Health minister Will Quince’s comments that the public should stay safe and avoid “risky activities” that could pose a risk to health didn’t spark much faith in the system.

Why are ambulance workers striking?

The unions are calling for the government to improve pay for paramedics and other ambulance staff amid soaring inflation. But they say this is also about working conditions and protecting the NHS longterm.

Kristin Houlgate, a paramedic based in South West England, posted a Twitter thread in December explaining how “the entire system has collapsed”.

“We’re no longer practicing emergency medicine. We’re just desperately trying to put out fires and triage the sickest patients, but it’s just not enough,” she said.

“There are literally hundreds and hundreds of emergency calls in the stack with no resources to send. This is true up and down the country. People are dying waiting for ambulances as we queue outside ED’s [emergency departments], themselves in crisis and experiencing critical incidents.”

She explained that she’ll sometimes spend entire shifts queuing outside the hospital, trying to care for patients as best she can while her radio constantly receives more calls from patients they simply do not have the capacity to help.

As well as the impact on patients, Houlgate also shared the knock-on impacts on ambulance staff, who she says work long hours, often without a break and “no sustenance aside from a hastily snatched hospital biscuit and maybe a cup of water from the cooler”.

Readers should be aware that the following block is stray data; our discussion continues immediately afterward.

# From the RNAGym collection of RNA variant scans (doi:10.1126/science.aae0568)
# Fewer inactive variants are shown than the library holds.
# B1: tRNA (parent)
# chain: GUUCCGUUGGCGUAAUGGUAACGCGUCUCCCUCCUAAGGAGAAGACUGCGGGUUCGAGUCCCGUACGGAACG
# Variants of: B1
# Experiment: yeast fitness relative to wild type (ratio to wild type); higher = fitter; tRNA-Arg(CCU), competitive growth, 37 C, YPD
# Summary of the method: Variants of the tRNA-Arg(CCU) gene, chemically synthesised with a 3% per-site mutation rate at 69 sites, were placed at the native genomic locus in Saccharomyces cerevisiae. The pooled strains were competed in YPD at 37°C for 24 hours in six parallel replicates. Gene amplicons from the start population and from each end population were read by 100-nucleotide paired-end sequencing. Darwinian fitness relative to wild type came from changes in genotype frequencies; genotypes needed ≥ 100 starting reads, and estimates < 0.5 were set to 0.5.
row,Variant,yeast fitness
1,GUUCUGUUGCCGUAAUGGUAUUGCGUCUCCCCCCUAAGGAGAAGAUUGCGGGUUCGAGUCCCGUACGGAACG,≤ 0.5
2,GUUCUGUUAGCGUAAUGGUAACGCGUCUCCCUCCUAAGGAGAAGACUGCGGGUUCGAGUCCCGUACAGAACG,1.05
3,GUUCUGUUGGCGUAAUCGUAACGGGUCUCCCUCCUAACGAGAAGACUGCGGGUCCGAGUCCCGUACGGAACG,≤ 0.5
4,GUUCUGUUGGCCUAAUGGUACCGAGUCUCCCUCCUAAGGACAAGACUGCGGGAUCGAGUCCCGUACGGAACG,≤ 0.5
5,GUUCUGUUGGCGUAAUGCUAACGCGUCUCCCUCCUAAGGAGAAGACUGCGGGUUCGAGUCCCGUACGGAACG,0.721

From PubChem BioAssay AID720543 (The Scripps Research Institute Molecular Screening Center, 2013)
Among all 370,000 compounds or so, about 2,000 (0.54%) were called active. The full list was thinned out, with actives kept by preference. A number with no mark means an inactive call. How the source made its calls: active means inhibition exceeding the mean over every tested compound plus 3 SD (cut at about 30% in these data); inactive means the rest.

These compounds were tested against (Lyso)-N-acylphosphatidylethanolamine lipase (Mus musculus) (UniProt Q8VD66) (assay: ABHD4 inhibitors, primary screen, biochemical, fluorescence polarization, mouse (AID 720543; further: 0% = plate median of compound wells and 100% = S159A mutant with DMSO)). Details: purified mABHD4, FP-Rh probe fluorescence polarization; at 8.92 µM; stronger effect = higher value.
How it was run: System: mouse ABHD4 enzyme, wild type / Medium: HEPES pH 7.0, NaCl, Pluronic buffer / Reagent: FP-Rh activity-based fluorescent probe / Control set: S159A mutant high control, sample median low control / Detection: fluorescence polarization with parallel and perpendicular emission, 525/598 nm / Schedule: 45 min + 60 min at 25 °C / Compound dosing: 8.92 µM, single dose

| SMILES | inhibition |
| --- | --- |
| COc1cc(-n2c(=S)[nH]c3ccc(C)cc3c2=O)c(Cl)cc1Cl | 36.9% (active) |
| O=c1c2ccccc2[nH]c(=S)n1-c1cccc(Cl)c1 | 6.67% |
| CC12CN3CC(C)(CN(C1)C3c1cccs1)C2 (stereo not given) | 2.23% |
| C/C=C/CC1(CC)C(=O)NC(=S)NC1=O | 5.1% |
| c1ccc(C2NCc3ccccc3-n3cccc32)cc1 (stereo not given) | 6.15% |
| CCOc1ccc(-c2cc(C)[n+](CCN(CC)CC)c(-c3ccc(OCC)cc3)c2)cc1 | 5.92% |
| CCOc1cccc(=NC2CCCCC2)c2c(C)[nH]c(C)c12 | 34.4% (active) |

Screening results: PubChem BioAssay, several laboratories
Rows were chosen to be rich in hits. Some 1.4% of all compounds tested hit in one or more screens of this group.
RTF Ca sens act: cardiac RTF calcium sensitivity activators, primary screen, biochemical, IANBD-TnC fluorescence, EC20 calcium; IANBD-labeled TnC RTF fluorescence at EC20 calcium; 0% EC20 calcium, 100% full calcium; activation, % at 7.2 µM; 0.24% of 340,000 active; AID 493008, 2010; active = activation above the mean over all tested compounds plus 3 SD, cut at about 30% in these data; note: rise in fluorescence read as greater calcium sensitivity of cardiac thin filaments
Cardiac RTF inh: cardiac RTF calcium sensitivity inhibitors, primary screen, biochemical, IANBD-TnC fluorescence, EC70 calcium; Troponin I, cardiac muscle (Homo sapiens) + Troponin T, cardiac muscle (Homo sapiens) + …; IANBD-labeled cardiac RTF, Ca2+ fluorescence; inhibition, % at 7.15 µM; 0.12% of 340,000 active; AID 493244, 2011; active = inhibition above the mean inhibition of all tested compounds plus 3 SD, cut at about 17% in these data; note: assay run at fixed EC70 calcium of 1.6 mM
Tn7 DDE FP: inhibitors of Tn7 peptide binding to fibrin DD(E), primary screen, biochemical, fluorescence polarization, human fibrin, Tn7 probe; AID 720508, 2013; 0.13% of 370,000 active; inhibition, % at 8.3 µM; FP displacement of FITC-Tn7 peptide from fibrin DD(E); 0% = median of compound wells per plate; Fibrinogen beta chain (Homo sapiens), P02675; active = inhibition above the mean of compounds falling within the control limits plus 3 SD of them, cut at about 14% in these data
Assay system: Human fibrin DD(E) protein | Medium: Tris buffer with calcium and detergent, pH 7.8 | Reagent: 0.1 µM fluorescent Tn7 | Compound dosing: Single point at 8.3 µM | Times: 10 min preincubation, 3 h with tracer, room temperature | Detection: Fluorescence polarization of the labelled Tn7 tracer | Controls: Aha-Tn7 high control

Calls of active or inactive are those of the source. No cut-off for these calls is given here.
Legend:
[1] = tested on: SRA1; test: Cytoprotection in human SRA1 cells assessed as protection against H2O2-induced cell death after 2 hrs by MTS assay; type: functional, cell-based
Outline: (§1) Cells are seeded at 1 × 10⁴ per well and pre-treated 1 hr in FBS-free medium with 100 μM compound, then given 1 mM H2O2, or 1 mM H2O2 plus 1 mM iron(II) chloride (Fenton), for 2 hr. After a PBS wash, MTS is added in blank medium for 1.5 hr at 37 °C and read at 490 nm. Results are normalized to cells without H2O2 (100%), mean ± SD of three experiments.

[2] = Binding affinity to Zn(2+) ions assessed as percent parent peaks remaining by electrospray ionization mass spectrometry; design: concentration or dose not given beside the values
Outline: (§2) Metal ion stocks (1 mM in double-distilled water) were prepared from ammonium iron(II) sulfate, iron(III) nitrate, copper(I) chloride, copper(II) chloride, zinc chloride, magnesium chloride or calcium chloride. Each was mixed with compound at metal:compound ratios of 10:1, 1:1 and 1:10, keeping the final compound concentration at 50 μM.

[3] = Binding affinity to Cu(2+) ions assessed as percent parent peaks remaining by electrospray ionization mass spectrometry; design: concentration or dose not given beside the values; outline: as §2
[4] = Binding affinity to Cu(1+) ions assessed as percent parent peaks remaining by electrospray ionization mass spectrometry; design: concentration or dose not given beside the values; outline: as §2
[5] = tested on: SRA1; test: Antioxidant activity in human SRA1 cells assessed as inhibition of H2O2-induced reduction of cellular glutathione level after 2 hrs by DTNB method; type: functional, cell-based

What does the government say?

Rishi Sunak has yet to budge over pay for ambulance staff, though No.10 has said the prime minister is willing to listen to nurses’ demands and indicated the government might consider a one-off payment to NHS workers to break the stalemate over strikes.

“The government is acting fairly and reasonably and will always continue to do so. I’m going to do what I think is right for the long-term interests of the country: combating inflation,” the prime minister said in December.

“The government is doing everything it can to be responsible and put in place contingency measures to support people, but ultimately I will continue to urge the unions to call off the strike because that’s what is causing disruption to people’s lives, that is what is having an impact on their health.”

But on Tuesday, business secretary Grant Shapps laid out a government plan to enforce minimum service levels during strikes, including for firefighters and railway workers, ambulance staff, nurses, and teachers.

If passed, the new bill would mean a certain number of employees would be required to work during a strike and could face the sack if they refused.

The aim was to protect “lives and livelihoods”, said Shapps, but unions have called the proposals “undemocratic, unworkable, and almost certainly illegal.” Even a Tory MP has criticised the bill as “shameful, shameful, shameful.”

“By all means fine the unions, make them agree to minimum service levels, but don’t sack individual NHS staff, teachers & workers!!!” tweeted Stephen McPartland, who served as security minister under Boris Johnson.

A government spokesperson said in December: “We want to ensure people are paid fairly, and we have been reasonable in our approach to agreeing to the independent pay review bodies’ recommendations for public sector pay rises.

“An inflation-matching pay increase of 11% for all public sector workers would cost £28bn, worsening debt and embedding inflation, which makes everyone poorer. That would be a cost to each household of just under £1,000.”